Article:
3 June 1940

The Luftwaffe bomb Paris.

Unternehmen Paula Undertaking or Operation Paula is the German codename given for the Second World War Luftwaffe offensive operation to destroy the remaining units of the Armée de l’Air, or French Air Force during the Battle of France in 1940. On 10 May the German armed forces began their invasion of Western Europe. By 3 June, the British Army had withdrawn from Dunkirk and the continent in Operation Dynamo, the Netherlands and Belgium had surrendered and most of the formations of the French Army were disbanded or destroyed. To complete the defeat of France, the Germans undertook a second phase operation, Fall Rot, to conquer the remaining regions. In order to do this, air supremacy was required. The Luftwaffe was ordered to destroy the French Air Forces, while still providing support to the German Army.

For the operation, the Germans committed five Air Corps to the attack, comprising 1,100 aircraft. The operation was launched on 3 June 1940. British intelligence had warned the French of the impending attack, and the operation failed to achieve the strategic results desired by the Oberkommando der Luftwaffe. Fortunately for the Luftwaffe, the plight of the French ground and air forces at this stage meant that the failure of the operation would not impede the defeat of France.

Hugo Sperrle had long planned attacks upon Paris and on 22 May he ordered Fliegerkorps II and Fliegerkorps V with Kampfgeschwader 77 and Generaloberst Ulrich Grauert’s I Fliegerdivision, III./Kampfgeschwader 28 to bomb Paris. Bad weather prevented the operation. Determined to continue with his plans, Sperrle ordered Otto Hoffmann von Waldau and Helmuth von Hoffman, Gruppenkommandeur Group Commander of III./KG 28, to plan an operation named Paula the following day, on 23 May 1940.

The operation was broad in its scope. As well as eliminating French airfields and aircraft factories around Paris, in von Waldau’s words, the bombing was to “achieve a desirable influence on the morale of the capital”. German reconnaissance aircraft reported 1,244 aircraft on airfields in and around Paris, including 550–650 single engine aircraft. This French air power was to be destroyed along with the aviation factories in the area. French anti aircraft artillery defences were mapped from tactical to operational level, and intelligence of French ground defences was therefore good. The operation was due to be carried out on 30 May, but again, bad weather prevented it.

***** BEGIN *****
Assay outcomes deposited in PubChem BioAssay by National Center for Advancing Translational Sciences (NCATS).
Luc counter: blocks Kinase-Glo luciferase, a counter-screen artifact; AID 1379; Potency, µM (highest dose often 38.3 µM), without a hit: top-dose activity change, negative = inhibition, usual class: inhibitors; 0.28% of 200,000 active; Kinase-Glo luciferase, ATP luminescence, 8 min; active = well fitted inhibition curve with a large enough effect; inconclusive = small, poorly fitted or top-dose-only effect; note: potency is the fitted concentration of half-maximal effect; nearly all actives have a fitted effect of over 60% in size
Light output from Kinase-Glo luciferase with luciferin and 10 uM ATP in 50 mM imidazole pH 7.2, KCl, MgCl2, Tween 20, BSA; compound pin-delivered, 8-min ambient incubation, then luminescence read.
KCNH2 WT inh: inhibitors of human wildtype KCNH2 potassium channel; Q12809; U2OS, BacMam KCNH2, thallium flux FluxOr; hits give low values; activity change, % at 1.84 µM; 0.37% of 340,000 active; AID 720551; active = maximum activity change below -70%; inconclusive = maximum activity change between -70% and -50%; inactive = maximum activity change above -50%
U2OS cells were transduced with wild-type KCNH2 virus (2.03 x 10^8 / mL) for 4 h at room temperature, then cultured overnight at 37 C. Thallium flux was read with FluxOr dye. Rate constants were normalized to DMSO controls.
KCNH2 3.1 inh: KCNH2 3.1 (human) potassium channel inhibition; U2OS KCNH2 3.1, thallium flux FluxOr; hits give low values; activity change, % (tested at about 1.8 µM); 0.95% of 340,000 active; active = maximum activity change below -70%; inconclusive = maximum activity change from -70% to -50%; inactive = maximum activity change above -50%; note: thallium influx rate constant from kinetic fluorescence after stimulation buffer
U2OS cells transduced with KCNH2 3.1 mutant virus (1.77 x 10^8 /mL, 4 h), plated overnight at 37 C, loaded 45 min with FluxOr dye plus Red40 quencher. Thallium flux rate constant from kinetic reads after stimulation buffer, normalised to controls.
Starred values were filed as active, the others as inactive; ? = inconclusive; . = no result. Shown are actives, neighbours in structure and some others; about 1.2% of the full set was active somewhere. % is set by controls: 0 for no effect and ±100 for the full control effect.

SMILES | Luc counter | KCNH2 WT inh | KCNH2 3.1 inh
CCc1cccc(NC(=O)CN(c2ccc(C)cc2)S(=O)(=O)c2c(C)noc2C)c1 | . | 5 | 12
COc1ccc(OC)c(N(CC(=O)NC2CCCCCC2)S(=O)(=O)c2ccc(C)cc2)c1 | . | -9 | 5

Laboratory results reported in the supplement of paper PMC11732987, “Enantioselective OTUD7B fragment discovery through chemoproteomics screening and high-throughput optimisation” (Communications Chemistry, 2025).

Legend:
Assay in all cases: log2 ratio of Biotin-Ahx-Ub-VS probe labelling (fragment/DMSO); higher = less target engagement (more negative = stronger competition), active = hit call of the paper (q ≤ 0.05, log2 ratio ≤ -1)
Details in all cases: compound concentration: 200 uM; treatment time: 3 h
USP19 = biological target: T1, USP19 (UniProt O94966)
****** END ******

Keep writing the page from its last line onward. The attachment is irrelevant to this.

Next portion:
The operation was compromised by poor staff work and excessive confidence in the “invulnerable” Enigma machine. The British intelligence, namely Ultra, who had been reading the German codes, forewarned the French. On 30 May they intercepted a message sent by Grauert discussing the arrangements he was making for his Corps. Adding to this leak, the units involved received incomplete orders for the assault. Oberst Johann-Volkmar Fisser, Geschwaderkommodore Wing Commander of KG 77 complained about this. He asked the Headquarters of VIII Fliegerkorps, only to be told that the target was “Paris”. Sperrle responded to his request by removing KG 77 from the order of battle. The British intercepted Frisser’s request to VIII Fliegerkorps, and passed it to the French. The French had intercepted similar messages and in response they doubled their aircraft strength to 120 fighters.

3 June 1992

Aboriginal Land Rights are granted in Australia from the case of Mabo v Queensland.

On 3 June 1992 six of the seven High Court Judges ruled;’The Meriam people are entitled as against the whole world, to possession, occupation, use and enjoyment of the lands of the Murray Islands’

Eddie Mabo had died of cancer in February 1992, just 4 months before this historic high court ruling that would change Australian land law. The judgement was so historic because it completely overturned the idea of terra nullius and said that native title survived in many places, even though the land had been taken by the Crown. See image 1

Mabo v Queensland (Mabo) declared that terra nullius had never legally existed and that it had been wrongfully applied to Australia. The high court said that ‘ultimate’ title existed instead, and through that, native title could be claimed. Australian land law has developed from English land law and it was under those principles that Australia was settled. At common law all land is owned by the Crown which then deals with that land as it sees fit. See image 2

In the 18th century there were three legally recognised principles that governed the taking over of new land; conquest, treaty or occupation. As Australia was an ’empty’ country neither of the first two principles applied, and so under 18th century English common law, Australia became an occupied country. This legal fiction of an empty country was directly challenged by the Mabo case.